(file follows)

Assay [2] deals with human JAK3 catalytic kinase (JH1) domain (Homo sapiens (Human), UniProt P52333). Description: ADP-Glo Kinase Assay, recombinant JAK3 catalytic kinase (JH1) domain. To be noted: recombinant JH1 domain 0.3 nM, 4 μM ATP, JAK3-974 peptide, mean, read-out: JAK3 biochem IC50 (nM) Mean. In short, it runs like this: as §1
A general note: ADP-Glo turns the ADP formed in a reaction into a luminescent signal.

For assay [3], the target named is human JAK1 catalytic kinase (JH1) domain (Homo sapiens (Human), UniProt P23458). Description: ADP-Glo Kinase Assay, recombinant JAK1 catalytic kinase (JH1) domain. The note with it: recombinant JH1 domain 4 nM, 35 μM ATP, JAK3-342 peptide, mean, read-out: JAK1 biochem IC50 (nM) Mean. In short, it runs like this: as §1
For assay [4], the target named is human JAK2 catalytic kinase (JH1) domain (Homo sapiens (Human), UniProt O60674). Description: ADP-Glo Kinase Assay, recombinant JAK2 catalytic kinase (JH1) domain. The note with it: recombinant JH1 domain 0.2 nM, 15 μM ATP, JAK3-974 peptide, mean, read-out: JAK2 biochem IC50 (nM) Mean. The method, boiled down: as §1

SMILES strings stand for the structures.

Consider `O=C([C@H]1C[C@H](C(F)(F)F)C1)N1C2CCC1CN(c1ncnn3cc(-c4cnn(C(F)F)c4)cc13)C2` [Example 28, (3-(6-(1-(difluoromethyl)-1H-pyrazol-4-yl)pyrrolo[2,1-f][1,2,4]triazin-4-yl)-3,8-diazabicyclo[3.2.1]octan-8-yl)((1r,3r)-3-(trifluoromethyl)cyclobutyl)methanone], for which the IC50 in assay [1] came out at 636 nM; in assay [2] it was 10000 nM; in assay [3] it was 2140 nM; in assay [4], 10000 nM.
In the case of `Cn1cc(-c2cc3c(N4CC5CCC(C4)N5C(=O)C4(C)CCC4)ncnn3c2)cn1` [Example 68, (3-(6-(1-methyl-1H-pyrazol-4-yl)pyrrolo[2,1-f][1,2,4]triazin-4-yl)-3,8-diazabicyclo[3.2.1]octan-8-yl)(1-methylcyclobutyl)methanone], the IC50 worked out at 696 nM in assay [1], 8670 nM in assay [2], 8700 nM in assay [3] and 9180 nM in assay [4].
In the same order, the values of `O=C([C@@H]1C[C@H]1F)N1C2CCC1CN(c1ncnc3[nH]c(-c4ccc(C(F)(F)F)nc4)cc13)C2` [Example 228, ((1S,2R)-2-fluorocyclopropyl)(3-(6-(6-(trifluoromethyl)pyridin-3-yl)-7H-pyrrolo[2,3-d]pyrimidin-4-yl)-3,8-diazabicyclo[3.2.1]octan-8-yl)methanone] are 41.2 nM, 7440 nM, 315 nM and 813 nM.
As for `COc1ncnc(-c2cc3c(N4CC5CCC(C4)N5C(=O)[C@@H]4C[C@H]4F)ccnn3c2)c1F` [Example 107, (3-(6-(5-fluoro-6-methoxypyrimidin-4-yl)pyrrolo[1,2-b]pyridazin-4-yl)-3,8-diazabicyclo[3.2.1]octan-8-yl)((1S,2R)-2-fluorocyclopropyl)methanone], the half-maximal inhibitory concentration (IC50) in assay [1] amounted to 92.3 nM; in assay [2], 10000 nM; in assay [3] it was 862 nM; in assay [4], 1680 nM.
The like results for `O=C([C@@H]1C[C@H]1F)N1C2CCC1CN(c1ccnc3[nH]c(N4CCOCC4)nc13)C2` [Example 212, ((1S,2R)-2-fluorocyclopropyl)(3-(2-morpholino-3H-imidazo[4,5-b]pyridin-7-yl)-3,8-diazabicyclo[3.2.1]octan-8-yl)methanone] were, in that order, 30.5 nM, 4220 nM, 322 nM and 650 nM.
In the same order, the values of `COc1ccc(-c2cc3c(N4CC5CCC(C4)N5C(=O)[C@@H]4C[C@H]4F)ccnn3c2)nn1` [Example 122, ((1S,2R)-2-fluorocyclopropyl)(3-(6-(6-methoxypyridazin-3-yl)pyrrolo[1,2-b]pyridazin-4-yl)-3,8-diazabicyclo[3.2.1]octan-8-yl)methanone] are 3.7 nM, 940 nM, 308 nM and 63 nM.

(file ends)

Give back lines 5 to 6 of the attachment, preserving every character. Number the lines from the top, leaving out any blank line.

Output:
SMILES strings stand for the structures.

Consider `O=C([C@H]1C[C@H](C(F)(F)F)C1)N1C2CCC1CN(c1ncnn3cc(-c4cnn(C(F)F)c4)cc13)C2` [Example 28, (3-(6-(1-(difluoromethyl)-1H-pyrazol-4-yl)pyrrolo[2,1-f][1,2,4]triazin-4-yl)-3,8-diazabicyclo[3.2.1]octan-8-yl)((1r,3r)-3-(trifluoromethyl)cyclobutyl)methanone], for which the IC50 in assay [1] came out at 636 nM; in assay [2] it was 10000 nM; in assay [3] it was 2140 nM; in assay [4], 10000 nM.